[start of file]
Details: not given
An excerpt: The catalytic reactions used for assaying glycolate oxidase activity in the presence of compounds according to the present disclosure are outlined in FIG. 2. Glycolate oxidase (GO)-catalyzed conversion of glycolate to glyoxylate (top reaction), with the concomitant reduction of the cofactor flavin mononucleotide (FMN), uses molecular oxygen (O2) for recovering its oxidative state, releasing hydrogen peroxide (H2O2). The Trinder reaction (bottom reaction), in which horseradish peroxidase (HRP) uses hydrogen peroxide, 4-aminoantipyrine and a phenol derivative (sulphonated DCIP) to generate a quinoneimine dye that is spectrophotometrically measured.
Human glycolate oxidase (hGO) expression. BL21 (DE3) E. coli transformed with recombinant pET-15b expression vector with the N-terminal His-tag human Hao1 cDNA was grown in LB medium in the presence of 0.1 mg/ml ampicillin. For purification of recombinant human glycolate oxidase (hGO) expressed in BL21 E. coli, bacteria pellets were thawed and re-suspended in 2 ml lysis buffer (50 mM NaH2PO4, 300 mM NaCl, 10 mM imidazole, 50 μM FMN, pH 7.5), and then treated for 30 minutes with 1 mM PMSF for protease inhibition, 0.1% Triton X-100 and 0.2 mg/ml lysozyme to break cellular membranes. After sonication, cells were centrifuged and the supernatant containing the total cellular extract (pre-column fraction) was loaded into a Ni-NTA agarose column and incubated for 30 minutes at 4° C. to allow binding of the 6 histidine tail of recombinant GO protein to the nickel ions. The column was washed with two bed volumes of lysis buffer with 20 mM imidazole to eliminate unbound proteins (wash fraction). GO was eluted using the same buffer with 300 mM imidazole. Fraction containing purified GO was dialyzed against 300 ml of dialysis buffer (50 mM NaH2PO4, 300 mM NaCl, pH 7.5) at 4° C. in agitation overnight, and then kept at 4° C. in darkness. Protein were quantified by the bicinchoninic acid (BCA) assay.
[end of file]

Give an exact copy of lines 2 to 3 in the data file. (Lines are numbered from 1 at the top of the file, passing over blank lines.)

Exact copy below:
An excerpt: The catalytic reactions used for assaying glycolate oxidase activity in the presence of compounds according to the present disclosure are outlined in FIG. 2. Glycolate oxidase (GO)-catalyzed conversion of glycolate to glyoxylate (top reaction), with the concomitant reduction of the cofactor flavin mononucleotide (FMN), uses molecular oxygen (O2) for recovering its oxidative state, releasing hydrogen peroxide (H2O2). The Trinder reaction (bottom reaction), in which horseradish peroxidase (HRP) uses hydrogen peroxide, 4-aminoantipyrine and a phenol derivative (sulphonated DCIP) to generate a quinoneimine dye that is spectrophotometrically measured.
Human glycolate oxidase (hGO) expression. BL21 (DE3) E. coli transformed with recombinant pET-15b expression vector with the N-terminal His-tag human Hao1 cDNA was grown in LB medium in the presence of 0.1 mg/ml ampicillin. For purification of recombinant human glycolate oxidase (hGO) expressed in BL21 E. coli, bacteria pellets were thawed and re-suspended in 2 ml lysis buffer (50 mM NaH2PO4, 300 mM NaCl, 10 mM imidazole, 50 μM FMN, pH 7.5), and then treated for 30 minutes with 1 mM PMSF for protease inhibition, 0.1% Triton X-100 and 0.2 mg/ml lysozyme to break cellular membranes. After sonication, cells were centrifuged and the supernatant containing the total cellular extract (pre-column fraction) was loaded into a Ni-NTA agarose column and incubated for 30 minutes at 4° C. to allow binding of the 6 histidine tail of recombinant GO protein to the nickel ions. The column was washed with two bed volumes of lysis buffer with 20 mM imidazole to eliminate unbound proteins (wash fraction). GO was eluted using the same buffer with 300 mM imidazole. Fraction containing purified GO was dialyzed against 300 ml of dialysis buffer (50 mM NaH2PO4, 300 mM NaCl, pH 7.5) at 4° C. in agitation overnight, and then kept at 4° C. in darkness. Protein were quantified by the bicinchoninic acid (BCA) assay.